What Are Wontons?

Key Takeaways

  • Wontons consist of a filling enclosed in a wonton wrapper and can be molded into various shapes. 
  • Fillings vary, although pork, shrimp and Chinese vegetables are especially popular. 
  • They are Chinese in origin and typically served as an appetizer or snack, either with a dipping sauce or in soup.

If you enjoy Chinese food, you must have tried the delicious little bites known as wontons. But what are wontons exactly? Well, they are a kind of Chinese dumpling. Other spellings for these little treats include won ton, wuntun and wanton, which translate to mean ‘swallowing a cloud’ in Cantonese. 

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Wontons vs Dumplings: What’s the Difference?

Many people wonder about the difference between wontons and dumplings. Wontons are typically served in soup or deep-fried, although they can also be steamed or boiled. Dumplings are boiled, steamed or fried on just one side to give them one soft side and one crunchy side.

Dumpling wrappers are thicker than wonton wrappers. Dumplings don’t always contain a filling but, if they do, it’s typically mildly seasoned and the dumplings come with a dipping sauce. 

Chinese dumpling

Wontons don’t usually come with sauce because the filling is usually fully seasoning. Finally, dumplings are normally round but wontons can be square, rectangular or triangular.

Traditional wonton ingredients include ground or finely chopped meat, poultry or seafood, along with Chinese vegetables such as green onions, cabbage, water chestnuts, and mushrooms. 

Ginger, soy sauce and sesame oil are popular seasonings, along with pepper and chili powder for a touch of heat.

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There are also plenty of non-traditional wonton recipes around these days including Western-fusion recipes with ingredients such as cream cheese, along with dessert wontons featuring ingredients such as banana, nuts and chocolate.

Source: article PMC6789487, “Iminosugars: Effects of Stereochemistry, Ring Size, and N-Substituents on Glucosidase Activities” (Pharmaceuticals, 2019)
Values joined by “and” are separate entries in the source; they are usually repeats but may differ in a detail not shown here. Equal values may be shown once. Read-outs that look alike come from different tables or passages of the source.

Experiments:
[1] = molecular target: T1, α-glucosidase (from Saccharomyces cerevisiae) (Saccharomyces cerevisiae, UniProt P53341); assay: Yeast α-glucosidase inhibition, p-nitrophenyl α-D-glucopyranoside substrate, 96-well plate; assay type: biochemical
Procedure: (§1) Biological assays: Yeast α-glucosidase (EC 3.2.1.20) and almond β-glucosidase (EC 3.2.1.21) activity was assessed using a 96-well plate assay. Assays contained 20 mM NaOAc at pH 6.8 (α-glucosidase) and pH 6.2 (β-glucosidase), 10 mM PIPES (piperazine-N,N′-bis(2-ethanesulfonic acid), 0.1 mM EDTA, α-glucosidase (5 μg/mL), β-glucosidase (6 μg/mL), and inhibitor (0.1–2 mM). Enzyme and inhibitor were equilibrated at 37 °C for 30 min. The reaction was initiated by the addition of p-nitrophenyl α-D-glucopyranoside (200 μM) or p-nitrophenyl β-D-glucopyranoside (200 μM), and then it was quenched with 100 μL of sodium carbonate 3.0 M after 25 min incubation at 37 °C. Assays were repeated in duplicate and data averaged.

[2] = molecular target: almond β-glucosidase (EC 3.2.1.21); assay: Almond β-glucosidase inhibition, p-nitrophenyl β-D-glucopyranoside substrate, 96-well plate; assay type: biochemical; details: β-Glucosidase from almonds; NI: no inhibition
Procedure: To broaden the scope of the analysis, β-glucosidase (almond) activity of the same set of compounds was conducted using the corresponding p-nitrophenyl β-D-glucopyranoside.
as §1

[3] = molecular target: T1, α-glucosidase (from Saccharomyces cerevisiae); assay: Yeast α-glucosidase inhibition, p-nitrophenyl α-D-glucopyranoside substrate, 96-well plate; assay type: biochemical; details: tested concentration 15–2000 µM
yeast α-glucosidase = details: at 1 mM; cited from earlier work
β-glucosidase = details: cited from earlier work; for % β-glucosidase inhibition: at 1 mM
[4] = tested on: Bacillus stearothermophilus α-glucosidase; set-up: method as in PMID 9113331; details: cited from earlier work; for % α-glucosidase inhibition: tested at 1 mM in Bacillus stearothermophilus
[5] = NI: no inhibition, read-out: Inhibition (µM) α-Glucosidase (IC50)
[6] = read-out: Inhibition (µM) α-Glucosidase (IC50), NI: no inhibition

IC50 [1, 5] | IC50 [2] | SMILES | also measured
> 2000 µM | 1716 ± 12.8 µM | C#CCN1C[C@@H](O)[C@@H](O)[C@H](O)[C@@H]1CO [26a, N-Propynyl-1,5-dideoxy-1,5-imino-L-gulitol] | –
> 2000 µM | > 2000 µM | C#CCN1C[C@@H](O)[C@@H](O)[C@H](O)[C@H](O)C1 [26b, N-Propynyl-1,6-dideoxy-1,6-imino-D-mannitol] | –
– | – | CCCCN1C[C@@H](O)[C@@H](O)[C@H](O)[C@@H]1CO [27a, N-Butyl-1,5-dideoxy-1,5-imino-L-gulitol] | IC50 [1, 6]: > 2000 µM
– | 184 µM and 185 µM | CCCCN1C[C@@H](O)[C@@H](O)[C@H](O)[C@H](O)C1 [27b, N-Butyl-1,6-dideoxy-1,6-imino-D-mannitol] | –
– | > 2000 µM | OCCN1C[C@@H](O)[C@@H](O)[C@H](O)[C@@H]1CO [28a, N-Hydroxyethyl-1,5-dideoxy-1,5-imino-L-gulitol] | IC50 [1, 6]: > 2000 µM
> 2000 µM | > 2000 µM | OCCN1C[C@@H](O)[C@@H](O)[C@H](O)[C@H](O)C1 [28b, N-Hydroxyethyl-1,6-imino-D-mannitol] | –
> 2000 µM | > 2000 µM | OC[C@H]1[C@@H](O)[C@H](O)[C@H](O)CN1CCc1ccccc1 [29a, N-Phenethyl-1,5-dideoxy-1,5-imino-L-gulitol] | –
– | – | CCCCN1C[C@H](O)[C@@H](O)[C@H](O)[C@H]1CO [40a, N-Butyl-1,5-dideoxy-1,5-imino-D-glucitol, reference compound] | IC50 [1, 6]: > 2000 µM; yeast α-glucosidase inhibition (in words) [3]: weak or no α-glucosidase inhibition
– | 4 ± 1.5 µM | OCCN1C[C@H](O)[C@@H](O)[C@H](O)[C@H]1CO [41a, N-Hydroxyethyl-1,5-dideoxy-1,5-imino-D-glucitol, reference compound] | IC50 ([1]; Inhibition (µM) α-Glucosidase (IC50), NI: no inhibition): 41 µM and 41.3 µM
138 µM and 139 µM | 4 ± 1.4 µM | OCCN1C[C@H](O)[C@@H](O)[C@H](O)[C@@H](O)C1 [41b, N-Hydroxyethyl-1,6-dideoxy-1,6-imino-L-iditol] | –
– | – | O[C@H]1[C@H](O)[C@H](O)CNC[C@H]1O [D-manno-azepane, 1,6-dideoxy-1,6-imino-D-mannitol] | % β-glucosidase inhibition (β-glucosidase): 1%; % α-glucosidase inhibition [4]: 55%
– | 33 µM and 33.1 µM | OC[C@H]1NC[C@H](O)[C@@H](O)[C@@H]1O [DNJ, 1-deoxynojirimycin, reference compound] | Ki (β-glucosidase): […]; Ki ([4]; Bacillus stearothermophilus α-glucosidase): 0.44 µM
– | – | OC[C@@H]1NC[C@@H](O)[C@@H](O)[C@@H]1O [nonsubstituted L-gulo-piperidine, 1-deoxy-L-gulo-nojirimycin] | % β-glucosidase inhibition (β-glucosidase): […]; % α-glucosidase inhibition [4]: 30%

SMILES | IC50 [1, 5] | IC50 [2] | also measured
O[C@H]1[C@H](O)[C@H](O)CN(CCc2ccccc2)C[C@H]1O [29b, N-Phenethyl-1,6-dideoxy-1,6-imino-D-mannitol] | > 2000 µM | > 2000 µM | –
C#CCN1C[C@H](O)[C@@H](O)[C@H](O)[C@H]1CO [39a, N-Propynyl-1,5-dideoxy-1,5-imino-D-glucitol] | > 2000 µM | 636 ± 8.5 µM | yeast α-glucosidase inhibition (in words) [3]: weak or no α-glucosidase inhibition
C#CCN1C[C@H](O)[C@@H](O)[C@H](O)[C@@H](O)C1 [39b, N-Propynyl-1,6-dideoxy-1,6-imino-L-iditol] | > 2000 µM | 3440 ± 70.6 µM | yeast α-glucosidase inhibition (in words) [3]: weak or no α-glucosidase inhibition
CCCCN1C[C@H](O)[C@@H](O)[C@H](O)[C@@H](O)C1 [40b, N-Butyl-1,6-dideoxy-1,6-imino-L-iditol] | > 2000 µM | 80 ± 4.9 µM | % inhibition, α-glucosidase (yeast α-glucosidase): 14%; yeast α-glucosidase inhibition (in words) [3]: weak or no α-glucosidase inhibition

One reason home cooks love wonton recipes is they can add any kind of filling they want to the wonton wrappers, making these little treats a wonderful idea for those who enjoy experimenting in the kitchen.

Crab Rangoon Wontons

This variety deserves its own section. Crab Rangoon wontons were created in Chinatown after Chinese nationals had immigrated to America. They introduced wontons locally but used locally favored ingredients in the filling. 

Crab Rangoon wontons feature a cream cheese and crab filling. Although cream cheese, and actually dairy in general, isn’t really used in most Asian cuisine, it works well in crab Rangoon wontons and similar fillings, since wonton skins have a neutral flavor and pair beautifully with pretty much any filling you can come up with.

How to Store Wontons

Leftover wontons will keep in the refrigerator for 2 or 3 days in a sealed container and can be warmed back up on the stove, in the oven or in the microwave.

Can You Freeze Wontons?

Freeze them in a tightly sealed container or Ziploc freezer bag either before or after frying. They will be fine in the freezer for up to a few months.

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How To Serve Them

Wonton soup bowl. Shrimp or pork wonton soup with green onion, top view, copy space

Wontons are versatile enough to be a snack, a light lunch or an appetizer. They’re great for a crowd since it doesn’t take much longer to make a batch than to make a few. As wontons are typically fully seasoned, they don’t require a dipping sauce but you can offer one if you like. 

Another idea is to cook the wontons in soup, rather than fry them. This is also a great snack or appetizer. You might like to prepare some other dim sum or appetizers to serve alongside the wontons, such as sushi rolls or musubi.

How To Store Wonton Wrappers

Wonton wrappers, also known as wonton skins, will keep in the freezer in a Ziploc freezer bag for up to 6 months. It’s best to freeze them in small stacks so you only have to thaw as many as you will need.

These wrappers are made with flour, egg, salt, and water and can be homemade or purchased from any Asian market.

Different Types of Wontons in China